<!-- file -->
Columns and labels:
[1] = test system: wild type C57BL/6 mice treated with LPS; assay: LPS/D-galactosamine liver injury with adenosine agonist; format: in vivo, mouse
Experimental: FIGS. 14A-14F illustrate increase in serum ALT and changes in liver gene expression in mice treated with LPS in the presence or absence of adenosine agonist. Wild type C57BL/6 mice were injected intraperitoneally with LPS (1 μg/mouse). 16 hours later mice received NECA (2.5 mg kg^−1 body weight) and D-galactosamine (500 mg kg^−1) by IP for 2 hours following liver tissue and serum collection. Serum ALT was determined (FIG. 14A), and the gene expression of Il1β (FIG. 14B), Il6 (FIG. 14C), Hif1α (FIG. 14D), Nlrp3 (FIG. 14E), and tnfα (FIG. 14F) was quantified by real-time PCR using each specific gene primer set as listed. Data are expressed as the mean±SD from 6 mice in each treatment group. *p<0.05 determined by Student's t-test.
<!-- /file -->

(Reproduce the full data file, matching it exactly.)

Columns and labels:
[1] = test system: wild type C57BL/6 mice treated with LPS; assay: LPS/D-galactosamine liver injury with adenosine agonist; format: in vivo, mouse
Experimental: FIGS. 14A-14F illustrate increase in serum ALT and changes in liver gene expression in mice treated with LPS in the presence or absence of adenosine agonist. Wild type C57BL/6 mice were injected intraperitoneally with LPS (1 μg/mouse). 16 hours later mice received NECA (2.5 mg kg^−1 body weight) and D-galactosamine (500 mg kg^−1) by IP for 2 hours following liver tissue and serum collection. Serum ALT was determined (FIG. 14A), and the gene expression of Il1β (FIG. 14B), Il6 (FIG. 14C), Hif1α (FIG. 14D), Nlrp3 (FIG. 14E), and tnfα (FIG. 14F) was quantified by real-time PCR using each specific gene primer set as listed. Data are expressed as the mean±SD from 6 mice in each treatment group. *p<0.05 determined by Student's t-test.